Free State learners educated on cyber-crime

By Mosima Mashao, Internal Communication

Issues on cyber bullying and sexting were the order of the day as learners from different schools in and around the Botshabelo West area in the Free State attended the National Child Protection Week event recently.

This year, Child Protection Week (CPW) took place from 31 May to 07 June 2015. The campaign was initiated in 1997 by the Department of Social Development aiming to create awareness about the wellbeing, care and protection of vulnerable groups.

The Free State event, hosted by the department on 6 June 2015, was attended by stakeholders from the Free State Departments of Health; Correctional Services; Social Development; Basic Education; the South African Police Services (SAPS) and the Film and Publication Board. All the stakeholders gave presentations on the dangers and consequences of cyber sexting and bullying.

Ms Pritima Osman, a Senior Legal Administration Officer within the department highlighted the purpose of the event as to educate learners on cyber sexting and bullying.

“This event’s main purpose is to inform learners of the different types of cyber bullying and sexting and the consequences thereof with regards to the law,” she remarked.

Mr Semenyane Makume, a Senior Legal Administration Officer also highlighted that sexting includes the sending of nude or semi-nude photos or videos and sexually suggestive messages through mobile phones.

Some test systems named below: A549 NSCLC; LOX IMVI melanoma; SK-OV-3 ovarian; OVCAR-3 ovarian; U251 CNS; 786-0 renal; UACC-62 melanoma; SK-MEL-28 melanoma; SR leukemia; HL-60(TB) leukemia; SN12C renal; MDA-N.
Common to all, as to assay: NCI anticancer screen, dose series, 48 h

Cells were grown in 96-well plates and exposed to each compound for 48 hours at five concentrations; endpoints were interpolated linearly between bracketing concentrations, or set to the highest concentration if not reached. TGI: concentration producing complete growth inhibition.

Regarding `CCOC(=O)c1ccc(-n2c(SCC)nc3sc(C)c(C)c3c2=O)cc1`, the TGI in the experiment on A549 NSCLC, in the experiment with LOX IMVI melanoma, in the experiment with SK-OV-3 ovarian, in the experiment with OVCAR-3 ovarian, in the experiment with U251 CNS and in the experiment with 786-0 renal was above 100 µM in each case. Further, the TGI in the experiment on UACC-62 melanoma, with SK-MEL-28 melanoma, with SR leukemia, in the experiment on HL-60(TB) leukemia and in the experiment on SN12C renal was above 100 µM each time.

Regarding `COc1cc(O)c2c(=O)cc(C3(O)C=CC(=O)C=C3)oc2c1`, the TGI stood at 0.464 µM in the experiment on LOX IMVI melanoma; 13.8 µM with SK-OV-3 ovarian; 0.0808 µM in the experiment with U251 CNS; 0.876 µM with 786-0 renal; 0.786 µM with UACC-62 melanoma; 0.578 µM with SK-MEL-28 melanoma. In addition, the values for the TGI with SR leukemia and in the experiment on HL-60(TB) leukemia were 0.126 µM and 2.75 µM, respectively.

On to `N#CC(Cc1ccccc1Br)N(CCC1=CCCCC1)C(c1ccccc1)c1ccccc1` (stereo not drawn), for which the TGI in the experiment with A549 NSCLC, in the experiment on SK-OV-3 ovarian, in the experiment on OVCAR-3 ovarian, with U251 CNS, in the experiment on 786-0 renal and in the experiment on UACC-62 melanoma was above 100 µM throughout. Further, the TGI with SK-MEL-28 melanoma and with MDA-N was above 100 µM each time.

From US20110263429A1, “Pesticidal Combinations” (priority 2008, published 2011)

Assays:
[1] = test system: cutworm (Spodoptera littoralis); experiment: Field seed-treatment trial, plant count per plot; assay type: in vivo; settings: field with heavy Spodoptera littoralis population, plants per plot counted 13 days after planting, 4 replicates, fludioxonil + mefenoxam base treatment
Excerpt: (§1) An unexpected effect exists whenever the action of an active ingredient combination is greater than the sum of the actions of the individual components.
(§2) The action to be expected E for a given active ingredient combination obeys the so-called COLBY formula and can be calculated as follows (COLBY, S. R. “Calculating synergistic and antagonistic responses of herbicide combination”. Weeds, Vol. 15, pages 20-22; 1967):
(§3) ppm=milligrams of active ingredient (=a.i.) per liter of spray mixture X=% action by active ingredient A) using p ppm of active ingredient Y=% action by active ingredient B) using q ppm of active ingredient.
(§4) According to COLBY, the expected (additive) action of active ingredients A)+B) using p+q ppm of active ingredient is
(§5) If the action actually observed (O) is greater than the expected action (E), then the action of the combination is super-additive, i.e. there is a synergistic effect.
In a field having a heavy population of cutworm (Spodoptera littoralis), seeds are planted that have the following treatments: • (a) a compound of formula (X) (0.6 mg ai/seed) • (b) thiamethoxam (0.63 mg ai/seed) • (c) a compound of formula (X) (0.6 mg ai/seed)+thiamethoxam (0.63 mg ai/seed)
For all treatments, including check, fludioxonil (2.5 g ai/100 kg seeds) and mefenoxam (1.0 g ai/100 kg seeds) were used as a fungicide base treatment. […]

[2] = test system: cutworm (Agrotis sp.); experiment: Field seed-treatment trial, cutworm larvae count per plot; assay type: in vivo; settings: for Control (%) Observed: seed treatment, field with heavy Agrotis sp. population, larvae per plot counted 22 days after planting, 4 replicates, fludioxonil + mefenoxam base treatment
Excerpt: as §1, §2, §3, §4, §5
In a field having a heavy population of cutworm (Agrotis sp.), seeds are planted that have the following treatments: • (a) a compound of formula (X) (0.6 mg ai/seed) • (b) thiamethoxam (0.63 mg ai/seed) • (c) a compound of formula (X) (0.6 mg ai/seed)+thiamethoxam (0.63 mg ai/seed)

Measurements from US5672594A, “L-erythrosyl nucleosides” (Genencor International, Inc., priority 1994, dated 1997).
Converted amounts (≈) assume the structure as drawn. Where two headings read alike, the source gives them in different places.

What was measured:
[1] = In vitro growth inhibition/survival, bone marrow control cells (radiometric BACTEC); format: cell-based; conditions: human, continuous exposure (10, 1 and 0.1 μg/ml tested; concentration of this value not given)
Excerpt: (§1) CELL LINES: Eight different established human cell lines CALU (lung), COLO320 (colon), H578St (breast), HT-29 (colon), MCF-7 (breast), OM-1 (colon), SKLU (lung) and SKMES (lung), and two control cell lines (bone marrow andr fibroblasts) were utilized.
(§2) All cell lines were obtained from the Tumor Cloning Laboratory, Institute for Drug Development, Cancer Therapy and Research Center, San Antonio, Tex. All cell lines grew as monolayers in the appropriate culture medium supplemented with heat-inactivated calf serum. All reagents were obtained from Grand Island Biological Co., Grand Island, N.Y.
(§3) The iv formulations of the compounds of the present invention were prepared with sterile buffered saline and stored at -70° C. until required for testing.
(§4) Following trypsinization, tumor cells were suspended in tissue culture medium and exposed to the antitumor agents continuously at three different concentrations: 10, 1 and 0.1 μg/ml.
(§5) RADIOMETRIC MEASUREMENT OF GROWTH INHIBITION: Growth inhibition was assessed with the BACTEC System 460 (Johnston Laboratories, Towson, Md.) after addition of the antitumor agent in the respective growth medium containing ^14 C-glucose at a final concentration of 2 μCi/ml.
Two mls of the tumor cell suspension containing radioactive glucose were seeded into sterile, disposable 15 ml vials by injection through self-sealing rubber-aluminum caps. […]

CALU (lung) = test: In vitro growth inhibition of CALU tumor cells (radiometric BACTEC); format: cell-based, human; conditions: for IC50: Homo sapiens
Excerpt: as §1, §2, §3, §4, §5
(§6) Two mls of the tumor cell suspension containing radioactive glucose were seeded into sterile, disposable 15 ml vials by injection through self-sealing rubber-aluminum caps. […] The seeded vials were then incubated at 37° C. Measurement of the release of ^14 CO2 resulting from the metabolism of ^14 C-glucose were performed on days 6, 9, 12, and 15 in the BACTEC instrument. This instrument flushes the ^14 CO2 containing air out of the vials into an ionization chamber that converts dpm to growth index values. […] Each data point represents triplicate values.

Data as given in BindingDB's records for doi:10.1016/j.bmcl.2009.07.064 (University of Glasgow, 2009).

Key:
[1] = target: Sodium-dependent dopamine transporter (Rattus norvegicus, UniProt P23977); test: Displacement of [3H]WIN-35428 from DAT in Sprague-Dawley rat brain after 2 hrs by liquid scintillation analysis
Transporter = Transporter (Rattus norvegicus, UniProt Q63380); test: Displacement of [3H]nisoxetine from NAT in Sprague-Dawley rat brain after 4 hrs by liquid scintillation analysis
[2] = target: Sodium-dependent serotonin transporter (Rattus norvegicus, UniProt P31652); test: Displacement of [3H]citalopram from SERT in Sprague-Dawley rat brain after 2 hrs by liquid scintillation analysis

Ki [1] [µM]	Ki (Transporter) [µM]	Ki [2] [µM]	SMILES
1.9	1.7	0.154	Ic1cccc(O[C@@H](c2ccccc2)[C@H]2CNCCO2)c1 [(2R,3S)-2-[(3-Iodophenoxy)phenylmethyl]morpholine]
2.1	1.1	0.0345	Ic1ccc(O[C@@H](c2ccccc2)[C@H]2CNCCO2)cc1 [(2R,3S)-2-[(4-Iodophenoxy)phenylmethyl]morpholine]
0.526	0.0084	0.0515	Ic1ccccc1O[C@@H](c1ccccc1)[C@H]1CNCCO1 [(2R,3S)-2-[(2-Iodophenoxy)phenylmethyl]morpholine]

Explaining cyber bullying, he said it includes the act involving bullying and harassment through the use of electronic devices and technology. “The consequences of such conduct can cause children to suffer from depression, anxiety and drive them to suicide as they would not know where and who to turn to when victimised,” Mr Makume cautioned the learners.

He further mentioned that people found guilty of cyber bullying and sexting could face conviction hence victims of such acts should report it. “Victims under the age of 18 can be assisted by a guardian to report such offences and apply for a protection order at any magistrate’s court,” advised Mr Makume.

One of the learners from Pholoho High School, Lerato Morutle, who attended the event said she now knows that cyber bullying and sexting is an offence and that it should be reported. “Today’s event also taught me that we, as learners, should use the internet for school work such as research for our assignments and nothing else,” she stressed.

Tseki Mpolokeng, also a learner, said cell phones should not be used to send anything of sexual content. “I did not know that by simply sharing or passing on sexual videos and photographs that were sent to me by another contact makes me guilty of cyber bullying and sexting as well,” she expressed.

Another learner, Mpho Shagane said; “Through all the presentations, it made me realise the importance of abstaining from using cell phones or the internet for cyber bullying and sexting as such conduct can get me arrested if reported.”


Published: 10 Jun 2015